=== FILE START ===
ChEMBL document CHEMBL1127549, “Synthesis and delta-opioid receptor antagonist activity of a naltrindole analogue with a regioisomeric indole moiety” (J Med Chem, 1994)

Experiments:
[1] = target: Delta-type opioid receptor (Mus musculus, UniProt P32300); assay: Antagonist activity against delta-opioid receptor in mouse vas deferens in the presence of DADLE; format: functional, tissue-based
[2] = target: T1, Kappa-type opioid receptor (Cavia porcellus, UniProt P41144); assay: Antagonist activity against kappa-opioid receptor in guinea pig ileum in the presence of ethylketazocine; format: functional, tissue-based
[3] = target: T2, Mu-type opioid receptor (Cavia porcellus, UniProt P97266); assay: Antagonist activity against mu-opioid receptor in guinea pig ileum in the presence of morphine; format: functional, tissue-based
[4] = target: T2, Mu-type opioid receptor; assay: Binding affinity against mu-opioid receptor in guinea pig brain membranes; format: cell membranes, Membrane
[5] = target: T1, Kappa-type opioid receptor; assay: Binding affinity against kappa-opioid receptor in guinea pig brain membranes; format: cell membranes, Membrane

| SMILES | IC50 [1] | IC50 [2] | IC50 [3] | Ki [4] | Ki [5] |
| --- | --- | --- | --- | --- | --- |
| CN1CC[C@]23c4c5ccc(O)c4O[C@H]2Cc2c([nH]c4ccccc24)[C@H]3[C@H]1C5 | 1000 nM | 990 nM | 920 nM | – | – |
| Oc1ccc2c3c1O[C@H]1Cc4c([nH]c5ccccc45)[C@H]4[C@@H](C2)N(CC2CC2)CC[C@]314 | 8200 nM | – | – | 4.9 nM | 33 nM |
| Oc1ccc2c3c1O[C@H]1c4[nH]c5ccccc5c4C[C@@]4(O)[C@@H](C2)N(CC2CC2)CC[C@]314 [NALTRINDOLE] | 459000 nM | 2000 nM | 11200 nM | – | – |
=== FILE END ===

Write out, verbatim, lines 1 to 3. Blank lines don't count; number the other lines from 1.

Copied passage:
ChEMBL document CHEMBL1127549, “Synthesis and delta-opioid receptor antagonist activity of a naltrindole analogue with a regioisomeric indole moiety” (J Med Chem, 1994)

Experiments:
[1] = target: Delta-type opioid receptor (Mus musculus, UniProt P32300); assay: Antagonist activity against delta-opioid receptor in mouse vas deferens in the presence of DADLE; format: functional, tissue-based